Her story is not unique. Actress Sofia Vergara made headlines with a similar custody battle over two frozen female embryos. Like Lee, Vergara signed an agreement with her former fiancé for their embryos to be destroyed if either of them died. But the couple has been unable to come to a clear agreement about what should happen now that they have split.

After her own tumultuous journey, Lee recognized that what women really need to know extends far beyond a fertility doctor’s job description. She’s now made it her mission to educate other women who are considering freezing their embryos. By candidly talking about her experience, Lee hopes she can help prevent another woman from losing a future she dreamed of.

Here’s what you may not — but really should — consider before starting IVF:

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1. Map out the outcomes

While it might be an uneasy topic, Lee recommends candidly talking to your partner about what you will do with any frozen embryos if you divorce, or if one of you passes away. Couples pursuing IVF are often on the same page about starting a family together. But when it comes to the possibility of starting a family without both parents, things can become drastically different.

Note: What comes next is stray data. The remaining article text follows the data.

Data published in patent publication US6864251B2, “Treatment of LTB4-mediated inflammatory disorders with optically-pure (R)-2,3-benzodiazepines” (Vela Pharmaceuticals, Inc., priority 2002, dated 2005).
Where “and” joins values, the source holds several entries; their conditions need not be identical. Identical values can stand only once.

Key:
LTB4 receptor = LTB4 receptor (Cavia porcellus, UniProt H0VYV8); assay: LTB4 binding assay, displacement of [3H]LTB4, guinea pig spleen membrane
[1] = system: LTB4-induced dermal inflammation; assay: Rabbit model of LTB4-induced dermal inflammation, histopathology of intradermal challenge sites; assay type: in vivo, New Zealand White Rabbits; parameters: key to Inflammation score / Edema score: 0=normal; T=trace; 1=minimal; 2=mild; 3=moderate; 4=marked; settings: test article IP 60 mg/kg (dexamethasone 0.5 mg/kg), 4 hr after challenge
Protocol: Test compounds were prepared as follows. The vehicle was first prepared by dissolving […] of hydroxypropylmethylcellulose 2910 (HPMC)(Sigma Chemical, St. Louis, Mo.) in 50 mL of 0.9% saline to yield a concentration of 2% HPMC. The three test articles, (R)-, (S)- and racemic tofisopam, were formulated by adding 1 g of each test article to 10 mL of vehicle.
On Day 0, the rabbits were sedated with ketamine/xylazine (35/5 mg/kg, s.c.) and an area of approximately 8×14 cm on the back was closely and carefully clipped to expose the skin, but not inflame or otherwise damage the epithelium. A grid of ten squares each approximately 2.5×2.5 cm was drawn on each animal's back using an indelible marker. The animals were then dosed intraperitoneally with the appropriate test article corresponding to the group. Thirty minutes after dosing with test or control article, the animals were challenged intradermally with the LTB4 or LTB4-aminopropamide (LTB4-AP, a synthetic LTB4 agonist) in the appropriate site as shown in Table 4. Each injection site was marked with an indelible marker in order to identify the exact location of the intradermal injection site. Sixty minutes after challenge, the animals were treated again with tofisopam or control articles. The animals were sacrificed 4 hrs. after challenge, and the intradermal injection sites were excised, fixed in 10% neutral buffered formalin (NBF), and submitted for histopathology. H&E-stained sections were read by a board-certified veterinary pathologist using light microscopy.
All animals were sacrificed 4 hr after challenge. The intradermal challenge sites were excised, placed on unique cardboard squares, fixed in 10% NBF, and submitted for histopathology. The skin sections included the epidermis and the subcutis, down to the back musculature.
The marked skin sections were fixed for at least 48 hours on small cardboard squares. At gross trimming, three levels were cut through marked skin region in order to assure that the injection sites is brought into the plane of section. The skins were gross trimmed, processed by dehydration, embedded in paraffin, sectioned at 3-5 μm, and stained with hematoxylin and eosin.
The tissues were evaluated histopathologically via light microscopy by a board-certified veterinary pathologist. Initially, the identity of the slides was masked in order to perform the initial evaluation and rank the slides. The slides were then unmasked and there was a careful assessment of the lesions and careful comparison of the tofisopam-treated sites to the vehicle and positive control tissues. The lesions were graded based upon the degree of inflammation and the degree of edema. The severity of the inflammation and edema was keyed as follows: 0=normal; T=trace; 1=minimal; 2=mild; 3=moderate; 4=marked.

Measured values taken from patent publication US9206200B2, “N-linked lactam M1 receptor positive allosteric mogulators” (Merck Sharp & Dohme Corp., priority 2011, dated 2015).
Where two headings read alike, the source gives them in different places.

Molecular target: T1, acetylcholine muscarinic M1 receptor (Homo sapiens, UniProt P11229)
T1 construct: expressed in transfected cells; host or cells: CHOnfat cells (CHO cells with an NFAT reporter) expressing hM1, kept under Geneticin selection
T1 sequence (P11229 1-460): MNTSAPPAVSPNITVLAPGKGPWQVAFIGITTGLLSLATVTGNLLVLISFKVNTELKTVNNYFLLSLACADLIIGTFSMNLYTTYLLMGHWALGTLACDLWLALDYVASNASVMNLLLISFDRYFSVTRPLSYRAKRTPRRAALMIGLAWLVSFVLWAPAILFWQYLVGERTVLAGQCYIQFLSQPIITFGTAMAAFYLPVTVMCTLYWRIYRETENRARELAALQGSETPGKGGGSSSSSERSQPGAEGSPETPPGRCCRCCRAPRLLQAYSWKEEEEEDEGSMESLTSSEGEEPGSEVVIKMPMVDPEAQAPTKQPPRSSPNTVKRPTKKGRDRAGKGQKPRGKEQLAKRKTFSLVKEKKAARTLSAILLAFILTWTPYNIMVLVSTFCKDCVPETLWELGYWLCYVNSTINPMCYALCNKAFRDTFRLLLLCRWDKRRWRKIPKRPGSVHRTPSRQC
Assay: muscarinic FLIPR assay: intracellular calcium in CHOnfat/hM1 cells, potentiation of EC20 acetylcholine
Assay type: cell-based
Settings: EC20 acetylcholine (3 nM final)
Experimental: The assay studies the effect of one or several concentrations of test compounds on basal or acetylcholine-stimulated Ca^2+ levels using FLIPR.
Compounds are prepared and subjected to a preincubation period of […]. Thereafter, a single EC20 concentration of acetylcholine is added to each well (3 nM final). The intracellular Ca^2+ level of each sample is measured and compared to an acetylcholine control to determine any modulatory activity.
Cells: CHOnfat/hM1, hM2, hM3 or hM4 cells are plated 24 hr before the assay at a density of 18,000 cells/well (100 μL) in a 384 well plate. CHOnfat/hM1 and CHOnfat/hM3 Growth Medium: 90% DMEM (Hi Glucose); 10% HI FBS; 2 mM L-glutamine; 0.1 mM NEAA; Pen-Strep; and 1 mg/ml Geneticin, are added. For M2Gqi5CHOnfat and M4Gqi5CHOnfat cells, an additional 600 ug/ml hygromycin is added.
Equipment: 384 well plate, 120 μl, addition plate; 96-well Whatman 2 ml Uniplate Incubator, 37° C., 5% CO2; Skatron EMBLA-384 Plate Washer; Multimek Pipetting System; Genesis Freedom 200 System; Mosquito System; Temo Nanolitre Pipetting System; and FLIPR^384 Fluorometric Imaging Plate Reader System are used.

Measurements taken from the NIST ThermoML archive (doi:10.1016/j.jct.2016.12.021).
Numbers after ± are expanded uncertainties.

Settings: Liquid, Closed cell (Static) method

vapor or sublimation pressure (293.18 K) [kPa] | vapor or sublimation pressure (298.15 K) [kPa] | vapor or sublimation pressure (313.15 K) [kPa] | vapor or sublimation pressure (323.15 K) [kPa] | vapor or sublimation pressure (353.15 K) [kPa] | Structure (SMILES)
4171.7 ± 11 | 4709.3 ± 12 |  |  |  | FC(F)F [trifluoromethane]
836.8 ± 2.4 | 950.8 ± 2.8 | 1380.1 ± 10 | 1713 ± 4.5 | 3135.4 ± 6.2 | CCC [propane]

For example, a woman may feel OK about giving the embryos to another infertile couple, but her partner may disagree. Religious and spiritual beliefs may also play a role when it comes to deciding whether to donate the embryos to science.

This is why most fertility clinics require couples to agree on what to do with the embryos in case one person dies, the couple separates, or there are excess embryos available.

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“Before beginning an IVF cycle, all of my patients sign a consent form that informs them of their options should they divorce,” says Dr. Aimee Eyvazzadeh, a reproductive endocrinologist in the San Francisco Bay Area.

Dr. Eyvazzadeh tells people that they can donate excess embryos to research, give them to another infertile couple, pay to keep them frozen, or destroy them.

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Lee recommends that all women find a doctor who cares about their individual fertility journey. “A good physician will take the time to educate you and your partner about the IVF process by talking to you about the decisions that you’ll make along the way,” she says.

Many fertility clinics have psychotherapists on staff. These therapists can help couples sort through this decision-making process, as well as the feelings of discomfort and sadness that might arise as you talk about your options.

2. Consult with a lawyer and educate yourself about the law